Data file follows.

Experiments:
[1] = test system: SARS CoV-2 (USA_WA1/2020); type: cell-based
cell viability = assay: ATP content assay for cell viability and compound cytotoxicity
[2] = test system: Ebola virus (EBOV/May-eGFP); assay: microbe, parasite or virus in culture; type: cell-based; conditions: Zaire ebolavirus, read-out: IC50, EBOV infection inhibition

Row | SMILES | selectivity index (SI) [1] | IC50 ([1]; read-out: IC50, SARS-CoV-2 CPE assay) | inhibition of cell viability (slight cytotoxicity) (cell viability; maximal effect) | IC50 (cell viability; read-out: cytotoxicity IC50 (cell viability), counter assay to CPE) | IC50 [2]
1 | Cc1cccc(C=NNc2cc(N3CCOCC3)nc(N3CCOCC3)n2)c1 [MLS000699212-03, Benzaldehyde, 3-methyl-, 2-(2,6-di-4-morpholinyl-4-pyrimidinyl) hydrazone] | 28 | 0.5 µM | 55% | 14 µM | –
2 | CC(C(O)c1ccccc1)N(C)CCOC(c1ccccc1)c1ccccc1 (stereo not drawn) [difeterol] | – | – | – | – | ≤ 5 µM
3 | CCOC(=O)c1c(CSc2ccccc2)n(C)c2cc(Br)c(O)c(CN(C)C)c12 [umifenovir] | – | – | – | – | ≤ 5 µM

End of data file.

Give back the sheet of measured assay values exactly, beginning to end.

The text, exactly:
Experiments:
[1] = test system: SARS CoV-2 (USA_WA1/2020); type: cell-based
cell viability = assay: ATP content assay for cell viability and compound cytotoxicity
[2] = test system: Ebola virus (EBOV/May-eGFP); assay: microbe, parasite or virus in culture; type: cell-based; conditions: Zaire ebolavirus, read-out: IC50, EBOV infection inhibition

Row | SMILES | selectivity index (SI) [1] | IC50 ([1]; read-out: IC50, SARS-CoV-2 CPE assay) | inhibition of cell viability (slight cytotoxicity) (cell viability; maximal effect) | IC50 (cell viability; read-out: cytotoxicity IC50 (cell viability), counter assay to CPE) | IC50 [2]
1 | Cc1cccc(C=NNc2cc(N3CCOCC3)nc(N3CCOCC3)n2)c1 [MLS000699212-03, Benzaldehyde, 3-methyl-, 2-(2,6-di-4-morpholinyl-4-pyrimidinyl) hydrazone] | 28 | 0.5 µM | 55% | 14 µM | –
2 | CC(C(O)c1ccccc1)N(C)CCOC(c1ccccc1)c1ccccc1 (stereo not drawn) [difeterol] | – | – | – | – | ≤ 5 µM
3 | CCOC(=O)c1c(CSc2ccccc2)n(C)c2cc(Br)c(O)c(CN(C)C)c12 [umifenovir] | – | – | – | – | ≤ 5 µM